The importance of imitation in ABA:

Imitation is an important foundational skill and pre-requisite skill to vocal language.

Children learn the language structure and the individual words through imitation. Imitation is a crucial aspect of skill development and a big focus in an ABA program especially for younger children who aren’t yet vocal. By the time babies are 8 months old they’ll start copying familiar gestures such as clapping and waving.

A common way to teach children with autism to imitate involves having the child respond to the adult’s prompt to “Do this”, helping the child imitate the adult’s actions, and then rewarding the child’s correct attempt with a “reinforcer”, which could be a food or access to a favourite toy or movie.

The imitation method of teaching focuses on breaking apart skills into components, providing the learner with a model of the target behavior, and rewarding the learner for demonstrating the response immediately after the model.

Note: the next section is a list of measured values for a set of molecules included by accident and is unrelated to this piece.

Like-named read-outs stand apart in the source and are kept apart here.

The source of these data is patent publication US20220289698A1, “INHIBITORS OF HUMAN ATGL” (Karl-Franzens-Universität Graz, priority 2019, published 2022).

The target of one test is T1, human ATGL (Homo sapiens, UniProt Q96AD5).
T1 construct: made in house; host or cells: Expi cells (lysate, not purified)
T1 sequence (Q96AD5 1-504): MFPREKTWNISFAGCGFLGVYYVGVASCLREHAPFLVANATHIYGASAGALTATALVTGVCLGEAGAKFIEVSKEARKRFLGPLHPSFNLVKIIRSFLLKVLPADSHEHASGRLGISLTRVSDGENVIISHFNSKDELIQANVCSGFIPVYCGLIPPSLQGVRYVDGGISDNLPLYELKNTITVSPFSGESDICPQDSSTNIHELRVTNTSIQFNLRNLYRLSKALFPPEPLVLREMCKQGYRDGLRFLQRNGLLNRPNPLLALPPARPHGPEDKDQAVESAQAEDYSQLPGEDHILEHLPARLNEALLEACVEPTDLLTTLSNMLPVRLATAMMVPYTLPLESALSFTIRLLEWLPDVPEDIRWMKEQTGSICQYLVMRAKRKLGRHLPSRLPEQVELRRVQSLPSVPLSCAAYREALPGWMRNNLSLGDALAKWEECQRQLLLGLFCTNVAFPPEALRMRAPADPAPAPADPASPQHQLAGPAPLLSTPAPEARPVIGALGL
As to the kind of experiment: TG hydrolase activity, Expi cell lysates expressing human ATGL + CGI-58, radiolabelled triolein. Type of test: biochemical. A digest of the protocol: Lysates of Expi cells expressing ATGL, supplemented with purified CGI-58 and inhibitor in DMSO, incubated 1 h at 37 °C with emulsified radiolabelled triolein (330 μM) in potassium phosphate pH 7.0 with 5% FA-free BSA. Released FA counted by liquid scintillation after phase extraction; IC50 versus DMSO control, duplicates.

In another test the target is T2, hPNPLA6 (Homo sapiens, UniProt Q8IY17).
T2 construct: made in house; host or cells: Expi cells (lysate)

A big focus in ABA is to first work on gross motor imitation targets such as clapping hands or waving bye bye, as well as, working on having the child imitate actions with objects such as pushing a car or banging a drum. Once these targets are mastered only then can we move on to expecting the child to imitate sounds. Working on lots of oral motor imitation targets is also important to help the child master a sound but also to strengthen the muscles required for speech.

Once every single consonant and vowel is under what we call “SD control” we can move on to blends and then meaningful words. Using the PROMPT methodology to elicit vocal sounds is a wonderful way to make it easier for the learner who is struggling with the speech motor planning of sounds and words.

Children learn from their peers through imitation and if imitation is not yet mastered, a child wont benefit enough from a school environment, as children imitate their peers. Once imitation is taught we look for a typical setting so that we can facilitate the children in such an environment, where they can continue to imitate and model typically developing children. Grouping children with language delays or with ASD together does not create the best learning opportunities. Rather, finding a social setting for them to model typical peers is advised for best outcomes.

The key to success – hours and hours of ABA using the child’s highest reinforcer to teach them imitation targets and those foundational skills they missing to catch up to their peers